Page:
"How did the whole Grillapalooza thing go in the end ?" you might be asking yourself (or "what should I eat tonight?" which is probably more likely but not really the point of this post).
Well, I guess it would be a question of perspective.
On the one hand I got a lot of praise after the set, but I'm at least realistic enough to know that the feedback of friends and relatives is not always the most objective. Although the father of the groom, a musician himself, warmly encouraged me to continue making music and complimented me on my voice.
On the other hand I was again left with too much frustrations.
Let's see: the sound was crap (and I'm being polite), I made too many mistakes to count and for some reason I had the feeling my guitar was out of tune for a good part of the gig (even though I kept checking and it was not).
But of course I'm also realistic enough to know that I'm often too hard on myself; STREET SPIRIT was intense and emotional as it should be and my rendition of PAPARAZZI got great reactions.
But in the end, what really matters is what I learned in the process and how I can use this to get one step closer to putting together the performance I can hear in my head. So here are a few (painstakingly) lessons for the future:
- GET READY IN ADVANCE. Unfortunately I was out of power for a while (the only electrical plug available was taken up by the beer dispenser - trust me, you don't want to argue on this kind of topics with Germans) so there was little time to get the settings right. As a result my voice was not very clear and audible on the first 2 songs. Not the best way to start.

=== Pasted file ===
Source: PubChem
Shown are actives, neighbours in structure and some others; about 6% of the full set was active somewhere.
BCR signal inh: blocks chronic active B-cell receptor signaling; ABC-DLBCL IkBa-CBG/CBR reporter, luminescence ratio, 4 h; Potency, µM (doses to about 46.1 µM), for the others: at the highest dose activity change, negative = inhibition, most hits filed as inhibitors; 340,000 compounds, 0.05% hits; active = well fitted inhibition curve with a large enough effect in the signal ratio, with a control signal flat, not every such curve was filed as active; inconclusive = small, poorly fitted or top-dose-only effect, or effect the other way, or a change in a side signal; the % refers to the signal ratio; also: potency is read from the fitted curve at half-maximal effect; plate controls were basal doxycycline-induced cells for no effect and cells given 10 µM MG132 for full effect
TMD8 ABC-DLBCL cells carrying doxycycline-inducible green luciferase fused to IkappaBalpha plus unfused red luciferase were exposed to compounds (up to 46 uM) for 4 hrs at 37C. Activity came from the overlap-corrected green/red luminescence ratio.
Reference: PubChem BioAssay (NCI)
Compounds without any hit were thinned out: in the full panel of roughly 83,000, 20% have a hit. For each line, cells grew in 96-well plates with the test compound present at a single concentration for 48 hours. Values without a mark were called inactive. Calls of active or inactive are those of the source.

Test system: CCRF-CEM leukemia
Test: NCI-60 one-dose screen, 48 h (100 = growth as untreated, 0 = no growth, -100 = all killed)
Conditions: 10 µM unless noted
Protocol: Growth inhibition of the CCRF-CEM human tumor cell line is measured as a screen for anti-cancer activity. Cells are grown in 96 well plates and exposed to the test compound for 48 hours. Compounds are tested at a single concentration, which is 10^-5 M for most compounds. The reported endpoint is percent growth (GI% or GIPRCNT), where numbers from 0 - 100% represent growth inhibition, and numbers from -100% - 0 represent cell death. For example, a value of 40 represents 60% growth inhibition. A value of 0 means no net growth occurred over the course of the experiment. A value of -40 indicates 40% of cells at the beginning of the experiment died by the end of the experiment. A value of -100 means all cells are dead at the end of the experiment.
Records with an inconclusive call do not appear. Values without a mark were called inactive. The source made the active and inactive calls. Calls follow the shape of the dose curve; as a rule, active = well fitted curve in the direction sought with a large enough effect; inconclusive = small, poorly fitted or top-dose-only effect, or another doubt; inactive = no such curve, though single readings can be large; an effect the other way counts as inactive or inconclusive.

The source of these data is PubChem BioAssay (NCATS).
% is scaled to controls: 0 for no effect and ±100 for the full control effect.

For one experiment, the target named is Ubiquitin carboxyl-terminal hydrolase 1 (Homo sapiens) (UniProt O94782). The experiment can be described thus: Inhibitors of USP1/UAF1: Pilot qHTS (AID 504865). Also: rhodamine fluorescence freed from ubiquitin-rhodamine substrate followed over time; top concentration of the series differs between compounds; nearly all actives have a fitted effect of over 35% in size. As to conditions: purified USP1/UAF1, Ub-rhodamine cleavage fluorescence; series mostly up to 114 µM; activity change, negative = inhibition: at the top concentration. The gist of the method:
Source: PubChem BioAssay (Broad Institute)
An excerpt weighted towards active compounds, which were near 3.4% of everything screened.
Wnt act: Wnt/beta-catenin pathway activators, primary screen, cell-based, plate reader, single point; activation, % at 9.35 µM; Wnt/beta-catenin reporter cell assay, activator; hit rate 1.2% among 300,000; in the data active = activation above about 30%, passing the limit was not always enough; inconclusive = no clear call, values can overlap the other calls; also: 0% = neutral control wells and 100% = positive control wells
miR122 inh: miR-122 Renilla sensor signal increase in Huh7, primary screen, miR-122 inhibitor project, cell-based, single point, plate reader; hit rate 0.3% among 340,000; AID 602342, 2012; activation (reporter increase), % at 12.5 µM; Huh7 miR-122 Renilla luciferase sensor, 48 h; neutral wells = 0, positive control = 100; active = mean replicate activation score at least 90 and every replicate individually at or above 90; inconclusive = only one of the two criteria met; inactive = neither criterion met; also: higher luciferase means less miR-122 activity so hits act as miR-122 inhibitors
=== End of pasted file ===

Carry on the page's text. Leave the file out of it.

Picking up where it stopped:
- INVEST IN THE RIGHT EQUIPMENT. I spent some time finding the right sound in the weeks before the gig but it did not seem to help on the night itself. After thinking it through, it probably has to do with the fact I'm using an acoustic amp for my Gibson and a pretty old ZOOM FX box. I have already invested in a new POD PRO HD floor board, I'm seriously eyeing on a BOSS VE-20 for the voice (any feedback welcome) and I will have to break the bank for a new amp soon.
- DO YOUR HOMEWORK. Making mistakes does not bother me as long as there are plenty of vibes. But having to furiously concentrate on the playing tends to get in the way. So I have now a new benchmark: playing with my eyes closed. Which in any case is a good idea when you play by the fire: you either can see f... all or you get blinded by the smoke (talk about stage effects).
- PICK THE RIGHT SONGS: I was unsure about a few songs before the gig (USE SOMEBODY is a great song but I'm no Paramore obviously) so I will make some changes to the setlist. Amongst others I'm thinking about covering "Moves like Jagger" if I can nail its nasty little funky riff.
Finally one positive point is that my (future ex ) manager did not quit after hearing me play (does it make him my ex future ex manager ?) and we are already talking about another gig in December.
J-J-J-J-J-J-Jingle all the way !